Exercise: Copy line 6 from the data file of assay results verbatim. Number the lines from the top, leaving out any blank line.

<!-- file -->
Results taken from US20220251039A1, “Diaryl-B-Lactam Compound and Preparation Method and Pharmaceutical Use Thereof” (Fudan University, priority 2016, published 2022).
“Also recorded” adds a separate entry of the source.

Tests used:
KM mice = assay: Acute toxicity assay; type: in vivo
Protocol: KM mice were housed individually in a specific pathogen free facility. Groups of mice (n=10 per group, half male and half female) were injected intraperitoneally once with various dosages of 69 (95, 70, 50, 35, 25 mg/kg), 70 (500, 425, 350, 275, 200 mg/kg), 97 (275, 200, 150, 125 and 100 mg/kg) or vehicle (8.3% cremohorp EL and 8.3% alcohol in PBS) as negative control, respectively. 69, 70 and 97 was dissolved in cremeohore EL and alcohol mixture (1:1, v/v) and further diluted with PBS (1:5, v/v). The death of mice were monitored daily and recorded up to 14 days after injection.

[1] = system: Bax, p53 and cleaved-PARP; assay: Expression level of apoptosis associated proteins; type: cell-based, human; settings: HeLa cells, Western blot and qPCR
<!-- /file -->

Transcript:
[1] = system: Bax, p53 and cleaved-PARP; assay: Expression level of apoptosis associated proteins; type: cell-based, human; settings: HeLa cells, Western blot and qPCR